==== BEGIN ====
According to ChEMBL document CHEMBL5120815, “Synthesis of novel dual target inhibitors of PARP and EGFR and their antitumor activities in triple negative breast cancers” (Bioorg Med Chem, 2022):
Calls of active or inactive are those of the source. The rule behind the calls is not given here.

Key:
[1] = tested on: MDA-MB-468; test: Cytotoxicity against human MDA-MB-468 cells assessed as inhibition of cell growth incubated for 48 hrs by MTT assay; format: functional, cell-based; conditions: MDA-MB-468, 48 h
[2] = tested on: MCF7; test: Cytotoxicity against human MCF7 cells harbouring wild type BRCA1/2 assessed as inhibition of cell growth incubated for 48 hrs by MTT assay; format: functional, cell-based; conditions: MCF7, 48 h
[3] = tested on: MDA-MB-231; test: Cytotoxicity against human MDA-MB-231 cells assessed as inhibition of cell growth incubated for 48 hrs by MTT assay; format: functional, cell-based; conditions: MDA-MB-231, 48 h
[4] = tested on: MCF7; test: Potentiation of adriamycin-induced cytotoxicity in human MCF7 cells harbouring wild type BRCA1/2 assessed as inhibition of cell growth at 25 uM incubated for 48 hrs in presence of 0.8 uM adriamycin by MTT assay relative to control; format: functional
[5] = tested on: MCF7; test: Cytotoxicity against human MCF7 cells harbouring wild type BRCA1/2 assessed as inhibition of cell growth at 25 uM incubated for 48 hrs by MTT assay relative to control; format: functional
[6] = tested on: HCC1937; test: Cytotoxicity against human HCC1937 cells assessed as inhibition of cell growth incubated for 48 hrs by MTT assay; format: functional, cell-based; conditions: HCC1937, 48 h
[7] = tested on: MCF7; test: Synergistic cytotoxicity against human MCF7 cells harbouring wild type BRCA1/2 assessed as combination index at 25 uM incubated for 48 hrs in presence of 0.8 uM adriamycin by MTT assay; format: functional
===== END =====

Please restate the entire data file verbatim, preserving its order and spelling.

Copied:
According to ChEMBL document CHEMBL5120815, “Synthesis of novel dual target inhibitors of PARP and EGFR and their antitumor activities in triple negative breast cancers” (Bioorg Med Chem, 2022):
Calls of active or inactive are those of the source. The rule behind the calls is not given here.

Key:
[1] = tested on: MDA-MB-468; test: Cytotoxicity against human MDA-MB-468 cells assessed as inhibition of cell growth incubated for 48 hrs by MTT assay; format: functional, cell-based; conditions: MDA-MB-468, 48 h
[2] = tested on: MCF7; test: Cytotoxicity against human MCF7 cells harbouring wild type BRCA1/2 assessed as inhibition of cell growth incubated for 48 hrs by MTT assay; format: functional, cell-based; conditions: MCF7, 48 h
[3] = tested on: MDA-MB-231; test: Cytotoxicity against human MDA-MB-231 cells assessed as inhibition of cell growth incubated for 48 hrs by MTT assay; format: functional, cell-based; conditions: MDA-MB-231, 48 h
[4] = tested on: MCF7; test: Potentiation of adriamycin-induced cytotoxicity in human MCF7 cells harbouring wild type BRCA1/2 assessed as inhibition of cell growth at 25 uM incubated for 48 hrs in presence of 0.8 uM adriamycin by MTT assay relative to control; format: functional
[5] = tested on: MCF7; test: Cytotoxicity against human MCF7 cells harbouring wild type BRCA1/2 assessed as inhibition of cell growth at 25 uM incubated for 48 hrs by MTT assay relative to control; format: functional
[6] = tested on: HCC1937; test: Cytotoxicity against human HCC1937 cells assessed as inhibition of cell growth incubated for 48 hrs by MTT assay; format: functional, cell-based; conditions: HCC1937, 48 h
[7] = tested on: MCF7; test: Synergistic cytotoxicity against human MCF7 cells harbouring wild type BRCA1/2 assessed as combination index at 25 uM incubated for 48 hrs in presence of 0.8 uM adriamycin by MTT assay; format: functional